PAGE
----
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if you like to part with it then, I'll take it back and eat it mySelf.” Spelt paid for the potatoes—the sum of three ha'pence—and Poppie bidding Jim good-night, trotted away by his side, requiring both her hands now for the management of the potato, at which she was more expert than her father, for he, being nice in his ways, found the butter and the peel together troublesome. “I say, ain't it jolly P" remarked Poppie. “I call that a good trade now.” “Would you like to have one o' them things and sell hot potatoes?” asked her father. “Just wouldn't I ?” “As well as sweeping a crossing?” “A deal better,” answered Poppie. “You see, daddie, it's more respectable—a deal. It takes money to buy a thing like that. And I could wear my red jacket then. Nobody could say anything then, for the thing would be my own, and a crossing belongs to everybody.” Mr. Spelt turned the matter over and over in his mind, and thought it might be a good plan for giving Poppie some liberty, and yet keeping her from roving about everywhere without object or end. So he began at once to work for a potato steamer for Poppie, and, in the course of a fortnight, managed to buy her one. Great was Poppie's delight. She went out regularly in the dusk to the corner of Bagot Street. Her father carried the machine for her, and leaving her there with it, returned to his work. In following her new occupation the child met with little annoyance, for this was a respectable part of the city, and the police knew her, and were inclined to protect her. One of her chief customers was Mr. Spelt himself, who would always once, sometimes twice, of an evening lay down his work, scramble from his perch, and running to the corner of the street, order a potato, ask her how she was getting on, pay his ha'penny or penny, and hurry back with the hot handful to console him for the absence of his darling. Having eaten it, chuckling and rejoicing, he would attack his work with vigour so renewed as soon to make up for the loss of time involved in procuring it. But keeping out of view the paternal consumption, Poppie was in a fair way of soon paying all the expense of the cooking apparatus. Mr. and Miss Kitely were good customers, too, and everything looked well for father and daughter. Every night at half-past nine, her father was by her side, to carry the “murphy-buster,”—that was Jim's name for it—home. There was no room for it in the shop, of course. He took it up the three flights of stairs to Poppie's own room; and there, with three-quarters of a pint of beer to wash them down, they finished the remainder potatoes, “with butter, with pepper, and with salt," as Poppie would exclaim, in the undisguised delight of her sumptuous fare. Sometimes there were none left, but that gave only a variety to their pleasures; for as soon as the engine, as Mr. Spelt called it, was deposited in safety, they set out to buy their supper. And great were the consultations to which, in Mr. Spelt's desire to draw out the choice and judgment of his daughter, this proceeding gave rise. At one time it was a slice of beef or ham that was resolved upon, at another a bit of pudding, sometimes a couple of mutton pies or sausages, with bread ad libitum. There was a cookshop in the neighbourhood, whose window was all beclouded with jets of steam, issuing as from a volcanic soil, and where all kinds of hot dainties were ready for the fortunate purchaser; thither the two would generally repair, and hold their consultation outside the window. Then, the desirable thing once agreed upon, came the delight of buying it, always left to Poppie ; of carrying it home, still left to Poppie; of eating it, not left to Poppie, $. heightened by the sympathetic participation of her father. Followed upon all, the chapter in the Bible, the Lord's Prayer, bed, and dreams of Mrs. flanaghan and her gin bottle, or, perhaps, of Lucy and her first 1SS,
CHAPTER X LIlf.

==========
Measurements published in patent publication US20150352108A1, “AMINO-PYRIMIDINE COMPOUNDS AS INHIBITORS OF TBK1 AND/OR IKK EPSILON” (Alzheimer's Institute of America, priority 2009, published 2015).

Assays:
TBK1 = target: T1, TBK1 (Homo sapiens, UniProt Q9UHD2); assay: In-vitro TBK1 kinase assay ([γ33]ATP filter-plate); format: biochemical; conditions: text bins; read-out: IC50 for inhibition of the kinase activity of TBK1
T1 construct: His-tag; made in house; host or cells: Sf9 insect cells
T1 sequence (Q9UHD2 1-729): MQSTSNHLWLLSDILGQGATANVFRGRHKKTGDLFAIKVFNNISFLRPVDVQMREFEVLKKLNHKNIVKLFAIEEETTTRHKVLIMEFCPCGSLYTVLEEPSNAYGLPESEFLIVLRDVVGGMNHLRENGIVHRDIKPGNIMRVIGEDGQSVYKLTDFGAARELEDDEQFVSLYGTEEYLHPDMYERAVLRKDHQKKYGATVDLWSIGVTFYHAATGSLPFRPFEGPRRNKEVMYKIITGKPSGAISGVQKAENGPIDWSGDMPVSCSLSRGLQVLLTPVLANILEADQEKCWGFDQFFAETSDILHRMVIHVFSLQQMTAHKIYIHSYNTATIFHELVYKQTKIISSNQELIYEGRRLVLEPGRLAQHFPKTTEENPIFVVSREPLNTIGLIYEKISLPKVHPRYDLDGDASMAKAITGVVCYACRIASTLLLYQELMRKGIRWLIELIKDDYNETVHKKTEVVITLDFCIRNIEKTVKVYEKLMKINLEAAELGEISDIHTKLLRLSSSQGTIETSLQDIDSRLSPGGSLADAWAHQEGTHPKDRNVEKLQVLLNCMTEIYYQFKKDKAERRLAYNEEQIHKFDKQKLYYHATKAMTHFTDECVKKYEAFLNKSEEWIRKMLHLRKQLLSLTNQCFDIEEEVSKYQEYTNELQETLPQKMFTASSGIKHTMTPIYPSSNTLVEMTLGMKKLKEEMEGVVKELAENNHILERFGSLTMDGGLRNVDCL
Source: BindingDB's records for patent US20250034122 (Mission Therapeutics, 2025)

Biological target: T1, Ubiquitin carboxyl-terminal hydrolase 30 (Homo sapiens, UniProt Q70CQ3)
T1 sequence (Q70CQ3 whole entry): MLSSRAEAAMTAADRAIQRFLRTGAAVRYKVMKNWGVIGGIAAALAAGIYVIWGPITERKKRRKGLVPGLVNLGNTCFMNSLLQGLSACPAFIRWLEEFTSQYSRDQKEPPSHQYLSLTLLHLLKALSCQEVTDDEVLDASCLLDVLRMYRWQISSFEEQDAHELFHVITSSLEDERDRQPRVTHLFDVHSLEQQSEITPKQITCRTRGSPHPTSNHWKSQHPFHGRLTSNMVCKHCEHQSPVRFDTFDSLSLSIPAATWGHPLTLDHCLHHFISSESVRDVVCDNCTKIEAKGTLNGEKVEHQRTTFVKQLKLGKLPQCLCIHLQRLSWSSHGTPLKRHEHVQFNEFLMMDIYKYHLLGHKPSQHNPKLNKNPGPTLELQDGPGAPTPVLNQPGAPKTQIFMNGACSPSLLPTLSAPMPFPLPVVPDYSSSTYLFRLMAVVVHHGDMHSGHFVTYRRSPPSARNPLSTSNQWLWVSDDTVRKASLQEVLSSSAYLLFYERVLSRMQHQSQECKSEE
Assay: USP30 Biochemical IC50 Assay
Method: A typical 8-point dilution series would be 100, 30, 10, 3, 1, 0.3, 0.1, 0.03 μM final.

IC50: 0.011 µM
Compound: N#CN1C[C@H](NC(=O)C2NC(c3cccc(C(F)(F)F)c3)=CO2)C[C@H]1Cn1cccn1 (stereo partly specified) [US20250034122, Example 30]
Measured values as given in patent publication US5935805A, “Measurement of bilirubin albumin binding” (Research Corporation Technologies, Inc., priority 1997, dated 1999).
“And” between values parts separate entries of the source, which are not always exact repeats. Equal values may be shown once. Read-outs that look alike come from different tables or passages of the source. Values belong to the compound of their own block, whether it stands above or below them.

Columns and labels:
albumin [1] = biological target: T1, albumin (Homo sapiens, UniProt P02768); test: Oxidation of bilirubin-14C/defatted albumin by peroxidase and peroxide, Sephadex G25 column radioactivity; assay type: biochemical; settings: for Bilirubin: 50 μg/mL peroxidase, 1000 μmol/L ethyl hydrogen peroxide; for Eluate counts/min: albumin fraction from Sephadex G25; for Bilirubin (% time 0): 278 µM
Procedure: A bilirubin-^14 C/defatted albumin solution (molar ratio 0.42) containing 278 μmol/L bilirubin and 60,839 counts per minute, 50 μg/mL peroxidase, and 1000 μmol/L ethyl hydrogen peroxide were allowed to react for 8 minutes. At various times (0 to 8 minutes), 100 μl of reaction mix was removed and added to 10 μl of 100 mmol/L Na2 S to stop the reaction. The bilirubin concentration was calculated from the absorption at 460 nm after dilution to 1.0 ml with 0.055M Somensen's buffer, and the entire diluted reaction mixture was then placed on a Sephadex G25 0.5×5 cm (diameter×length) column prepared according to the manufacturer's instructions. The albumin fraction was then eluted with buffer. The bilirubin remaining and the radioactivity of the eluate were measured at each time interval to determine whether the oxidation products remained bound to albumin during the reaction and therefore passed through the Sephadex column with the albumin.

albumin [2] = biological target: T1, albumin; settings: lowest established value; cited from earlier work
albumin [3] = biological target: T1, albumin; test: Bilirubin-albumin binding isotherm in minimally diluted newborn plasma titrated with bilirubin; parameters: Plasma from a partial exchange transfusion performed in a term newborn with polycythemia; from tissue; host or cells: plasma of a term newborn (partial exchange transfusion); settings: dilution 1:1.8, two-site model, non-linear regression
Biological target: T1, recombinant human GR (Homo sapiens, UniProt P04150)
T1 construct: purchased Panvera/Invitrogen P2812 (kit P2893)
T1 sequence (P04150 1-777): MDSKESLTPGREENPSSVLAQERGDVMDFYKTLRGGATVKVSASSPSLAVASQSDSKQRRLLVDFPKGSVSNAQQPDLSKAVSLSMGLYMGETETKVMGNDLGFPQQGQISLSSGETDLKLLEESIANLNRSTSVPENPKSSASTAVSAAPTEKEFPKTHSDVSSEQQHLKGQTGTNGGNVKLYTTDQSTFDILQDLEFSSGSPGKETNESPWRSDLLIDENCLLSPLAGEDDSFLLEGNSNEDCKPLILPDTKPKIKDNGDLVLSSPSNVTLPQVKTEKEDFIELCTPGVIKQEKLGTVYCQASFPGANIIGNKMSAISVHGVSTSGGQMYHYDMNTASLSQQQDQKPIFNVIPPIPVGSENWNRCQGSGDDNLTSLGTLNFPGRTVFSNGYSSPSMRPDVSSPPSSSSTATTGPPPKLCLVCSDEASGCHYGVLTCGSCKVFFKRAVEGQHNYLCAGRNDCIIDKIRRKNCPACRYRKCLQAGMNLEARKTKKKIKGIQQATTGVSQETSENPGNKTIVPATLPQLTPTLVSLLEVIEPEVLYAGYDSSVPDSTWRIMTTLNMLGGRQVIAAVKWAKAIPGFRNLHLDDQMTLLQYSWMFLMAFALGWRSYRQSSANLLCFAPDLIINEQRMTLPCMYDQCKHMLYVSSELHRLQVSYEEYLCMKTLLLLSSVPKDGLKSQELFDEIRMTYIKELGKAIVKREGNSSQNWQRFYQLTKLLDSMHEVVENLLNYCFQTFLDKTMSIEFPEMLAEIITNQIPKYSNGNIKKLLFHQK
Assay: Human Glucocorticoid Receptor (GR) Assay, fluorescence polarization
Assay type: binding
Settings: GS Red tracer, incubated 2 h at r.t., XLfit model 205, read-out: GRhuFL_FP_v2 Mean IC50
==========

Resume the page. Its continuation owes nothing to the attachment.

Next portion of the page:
MEANTIME Mrs. Worboise had taken to her bed, and not even Mr. Simon could comfort her. The mother's heart now spoke louder than her theology. She and her priest belonged to a class more numerous than many of my readers would easily believe, a great part of whose religion consists in arrogating to themselves exclusive privileges, and another great part in defending their supposed rights from the intrusion of others. The thing does not look such to them, of course; but the repulsiveness of their behaviour to those who cannot use the same religious phrases, indicating the non-adoption of their particular creed, compels others so to conclude concerning their religion. Doubtless they would say for themselves, “We do but as God has taught us; we believe but as he has told us; we exclude whom he has excluded, and admit whom he has admitted.” But alas for that people, the God of whose worship is altogether such a one as themselves, or worse; whose God is paltry, shallowminded, and full of party-spirit; who sticks to a thing because he has said it, accepts a man because of his feelings, and condemns him because of his opinions; who looks no deeper than a man's words to find his thoughts, and no deeper than his thoughts to find his will l True, they are in the hands of another God than that of their making, and such offences must come; yet, alas for them for they are of the hardest to redeem into the childhood of the kingdom. I do not say that Mrs. Worboise began to see her sins as such when the desolation of Thomas's disappearance fell upon her, but the atmosphere of her mind began to change, and a spring season of mother's feelings to set in. How it came about I cannot explain. I as well as any of my readers might have felt as if Mrs. Worboise were almost beyond redemption, but it was not so. Her redemption came in the revival of a long-suppressed motherhood. Her husband's hardness and want of sympathy with her sufferings had driven her into the arms of a party of exclusive Christians, whose brotherhood consisted chiefly, as I have already described it, in denying the great brotherhood, and refusing the hand of those who follow not with them. They were led by one or two persons of some social position, whose condescending assumption of superiority over those that were without was as offensive as absurd, and whose weak brains were their only excuse. The worst thing of this company was that it was a company. In many holding precisely the same opinions with them, those opinions are comparatively harmless, because they are more directly counteracted by the sacred influences of God's world and the necessities of things, which are very needful to prevent, if posihle, self-righteous Christians from sending themselves to a deeper hell than any they denounce against their neighbours. But when such combine themselves into an esoteric school, they foster, as in an oven or a forcing-pit, all the worst distinctions for the sake of which they separate themselves from others. All that was worst in poor Mrs. Worboise was cherished by the companionship of those whose chief anxiety was to save their own souls, and who thus ran the great risk set forth by the Saviour of losing them. They treated the words of the Bible like talismans or spells, the virtue of which lay in the words and the assent given to them, or, at most, the o, that could be conjured up by them, not in the doing of the things they . or commanded. But there was one thing that did something to keep her fresh and prevent her from withering into a dry tree of supposed orthodoxy, the worst dryness of all, because it is the least likely to yield to any fresh burst of living sap from the forgotten root—that was her anxiety to get her son within the “garden walled around,” and the continual disappointment of her efforts to that end. But now that the shock of his flight had aggravated all the symptoms of her complaint, which was a serious one, though slow in the movement of its progressive cycles, now that she was confined to her bed and deprived of the small affairs that constituted the dull excitements of her joyless life, her imagination, roused by a reaction from the first grief, continually presented to her the form of her darling in the guise of the prodigal, his handsome face worn with hunger and wretchedness, or, still worse, with dissipation and disease ; and she began to accuse herself bitterly for having alienated his affections from herself by too assiduously forcing upon his attention that which was distasteful to him. She said to herself that it was easy for an old woman like her, who had been disappointed in everything, and whose life and health were a wreck, to turn from the vanities of the world, but how could her young Thomas, in the glory of youth, be expected to see things as she saw them 2 How could he flee from the wrath to come when he had as yet felt no breath of that wrath on his cheek? She ought to have loved him, and borne with him, and smiled upon him, and never let him fancy that his presence was a pain to her because he could not take her ways for his. Add to this certain suspicions that arose in her mind from what she considered unfriendly neglect on the part of the chief man of their chosen brotherhood, and from the fact that her daughter Amy had already wrought a questionable change on Mr. Simon, having persuaded him to accompany her— not to the theatre at all—only to the Gallery of Illustration, and it will be seen that everything tended to turn the waters of her heart back into the old channel with the flow of a spring-tide towards her son. She wept and prayed—better tears and better prayers, because her love was stronger. She humbled her heart, proud of its acceptance with God, before a higher idea of that God. She began to doubt whether she was more acceptable in his sight than other people. There must be some who were, but she could not be one of them. Instead of striving after assurance, as they called it, she began to shrink from every feeling that lessened her humility; for she found that when she was most humble, then she could best pray for her son. Not that had her assurance rested in the love of God it would ever have quenched her prayer; but her assurance had been taught to rest upon her consciousness of faith, which, unrealized, tended to madness—realized, to spiritual pride. She lay thus praying for him, and dreaming about him, and hoping that he would return before she died, when she would receive him as son had never before been welcomed to his mother's bosom. But Mr. Worboise's dry sand-locked bay was open to the irruption of no such waters from the great deep of the eternal love. Narrow and poor as it was, Mrs. Worboise's religion had yet been as a little wedge to keep her door open to better things, when they should arrive and claim an entrance, as they had now done. But her husband's heart was full of money, and the love of it. How to get money, how not to spend it, how to make it grow—these were the chief cares that filled his heart. His was not the natural anxiety the objects of which, though not the anxiety, were justified by the Lord when he said, “Your Father knoweth that ye have need of these things.” It was not what he needed that filled his mind with care, but what he did not need, and never would need; nay, what other people needed, and what was not his to take—not his in God's sight, whatever the law might say. And to God's decision everything must come at last, for that is the only human verdict of things—the only verdict which at last will satisfy the whole jury of humanity. But I am wrong : this was not all that filled his heart. One demon generally opens the door to another—they are not jealous of exclusive possession of the human thrall. The heart occupied by the love of money will be only too ready to fall a prey to other evils; for selfishness soon branches out in hatred and injustice. The continued absence of his son, which he attributed still to the Boxalls, irritated more than alarmed him ; but if sometimes a natural feeling of dismay broke in upon him, it only roused yet more the worst feelings of his heart against Lucy and her grandmother. Every day to which Thomas’s absence extended itself, his indignation sank deeper rather than rose higher. Every day he vowed that, if favoured by fortune, he would make them feel in bitterness how deeply they had injured him. To the same account he entered all the annoyance given him by the well-meaning Mr. Sargent, who had only as yet succeeded in irritating him without gaining the least advantage over him. His every effort in resistance of probate failed. The decision of the court was that Mr. Boxall, a strong, healthy, well-scasoned middle-aged man, was far more likely to have outlived all his daughters, than any one of them to have outlived him ; therefore Mr. Worboise obtained probate and entered into possession. Although Mr. Sargent could not but have at least more than doubted the result, he felt greatly discomfited àt it. He went straight to Mr. Morgenstern's office to communicate his failure and the foiling of the liberality which had made the attempt possible. Mr. Morgenstern only smiled and wrote him a cheque for the costs. Of course, being a Jew, he did not enjoy parting with his money for nothing—no Christian would have minded it in the least. Seriously, Mr. Morgenstern did throw half his cigar into the fire from annoyance. But his first words were, “What is to be done for those good people, then, Sargent?” “We must wait till we see. I think I told you that the old lady has a claim upon the estate, which, most unfortunately, she cannot establish. Now, however, that this cormorant has had his own way, he will perhaps be inclined to be generous ; for justice must be allowed in this case to put on the garb of generosity, else she will not appear in public, I can tell you. I mean to make this one attempt more. I confess to considerable misgiving, however. To-morrow, before his satisfaction has evaporated, I will make it, and let you know the result.” By this time Mr. Morgenstern had lighted another cigar.